Jean Tirole is a French professor of economics. He published Economics for the Common Good in November 2017. Learn more about the author and his book, as well as ratings and reviews on the latter.
Jean Tirole is chairman of the board of the Jean-Jacques Laffont Foundation at the Toulouse School of Economics, and scientific director of the Industrial Economics Institute (IDEI) at Toulouse 1 University Capitole. His field of expertise and teaching focus on industrial organization, game theory, banking and finance, as well as economics and psychology. He was awarded the Nobel Memorial Prize in Economic Sciences for his analysis of market power and regulation (2014), among others.
Jean Tirole was born in Troyes in 1953. He got degrees in Engineering from the École Polytechnique of Paris in 1976, and from the École nationale des ponts et chaussées in 1978. He graduated as a member of the elite Corps of Bridges, Waters and Forests. He also studied at the Paris Dauphine University and was awarded a DEA degree in 1976 and a Doctorat de troisième cycle in decision mathematics in 1978. In 1981, he received a Ph.D. in economics from the Massachusetts Institute of Technology for his thesis titled Essays in economic theory.
Today, let’s discover his essay, Economics for the Common Good, which was published in November 2017.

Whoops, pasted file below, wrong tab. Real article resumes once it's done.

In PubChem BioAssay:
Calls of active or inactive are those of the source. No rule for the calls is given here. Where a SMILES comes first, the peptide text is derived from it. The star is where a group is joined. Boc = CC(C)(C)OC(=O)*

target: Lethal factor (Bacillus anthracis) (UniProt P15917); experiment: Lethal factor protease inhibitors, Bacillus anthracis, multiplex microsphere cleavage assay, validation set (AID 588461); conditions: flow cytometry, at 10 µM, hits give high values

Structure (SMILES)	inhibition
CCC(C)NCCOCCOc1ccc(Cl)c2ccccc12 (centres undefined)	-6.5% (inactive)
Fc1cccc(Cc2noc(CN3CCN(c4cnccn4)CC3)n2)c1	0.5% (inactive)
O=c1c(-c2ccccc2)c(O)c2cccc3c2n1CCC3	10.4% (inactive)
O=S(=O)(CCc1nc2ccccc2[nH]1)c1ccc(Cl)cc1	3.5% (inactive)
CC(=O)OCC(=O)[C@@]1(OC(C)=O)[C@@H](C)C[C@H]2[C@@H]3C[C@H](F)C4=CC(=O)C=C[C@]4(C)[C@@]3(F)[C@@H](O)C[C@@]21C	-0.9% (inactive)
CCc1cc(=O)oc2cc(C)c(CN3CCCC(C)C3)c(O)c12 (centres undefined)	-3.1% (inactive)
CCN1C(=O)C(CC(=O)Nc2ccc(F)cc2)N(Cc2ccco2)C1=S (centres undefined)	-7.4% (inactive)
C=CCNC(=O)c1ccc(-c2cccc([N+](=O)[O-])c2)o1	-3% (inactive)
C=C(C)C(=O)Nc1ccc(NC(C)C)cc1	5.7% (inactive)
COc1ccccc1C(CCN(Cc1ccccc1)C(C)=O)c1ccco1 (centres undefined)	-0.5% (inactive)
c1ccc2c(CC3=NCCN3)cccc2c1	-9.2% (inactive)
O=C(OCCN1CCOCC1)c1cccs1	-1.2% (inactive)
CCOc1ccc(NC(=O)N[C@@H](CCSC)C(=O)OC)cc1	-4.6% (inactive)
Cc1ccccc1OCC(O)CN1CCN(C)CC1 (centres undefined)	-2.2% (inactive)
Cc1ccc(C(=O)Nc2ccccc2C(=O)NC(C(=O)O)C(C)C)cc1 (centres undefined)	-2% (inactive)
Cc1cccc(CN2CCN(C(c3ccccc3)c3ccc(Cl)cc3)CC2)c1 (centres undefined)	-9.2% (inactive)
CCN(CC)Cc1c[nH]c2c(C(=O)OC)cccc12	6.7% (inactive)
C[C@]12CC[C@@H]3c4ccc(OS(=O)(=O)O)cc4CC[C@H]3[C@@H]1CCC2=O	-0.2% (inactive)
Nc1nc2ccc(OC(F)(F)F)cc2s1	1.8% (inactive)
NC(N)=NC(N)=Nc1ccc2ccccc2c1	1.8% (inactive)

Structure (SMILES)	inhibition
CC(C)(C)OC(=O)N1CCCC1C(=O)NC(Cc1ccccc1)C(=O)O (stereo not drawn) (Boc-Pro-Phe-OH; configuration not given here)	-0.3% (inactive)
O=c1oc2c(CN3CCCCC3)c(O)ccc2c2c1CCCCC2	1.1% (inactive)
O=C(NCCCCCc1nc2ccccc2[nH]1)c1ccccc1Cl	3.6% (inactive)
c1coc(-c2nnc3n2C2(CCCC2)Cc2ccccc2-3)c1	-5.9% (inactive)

From Nobel Prize–winning economist Jean Tirole, a bold new agenda for the role of economics in society
When Jean Tirole won the 2014 Nobel Prize in Economics, he suddenly found himself being stopped in the street by complete strangers and asked to comment on issues of the day, no matter how distant from his own areas of research. His transformation from academic economist to public intellectual prompted him to reflect further on the role economists and their discipline play in society. The result is Economics for the Common Good, a passionate manifesto for a world in which economics, far from being a “dismal science,” is a positive force for the common good.
Economists are rewarded for writing technical papers in scholarly journals, not joining in public debates. But Tirole says we urgently need economists to engage with the many challenges facing society, helping to identify our key objectives and the tools needed to meet them.
To show how economics can help us realize the common good, Tirole shares his insights on a broad array of questions affecting our everyday lives and the future of our society, including global warming, unemployment, the post-2008 global financial order, the euro crisis, the digital revolution, innovation, and the proper balance between the free market and regulation.
Providing a rich account of how economics can benefit everyone, Economics for the Common Good sets a new agenda for the role of economics in society.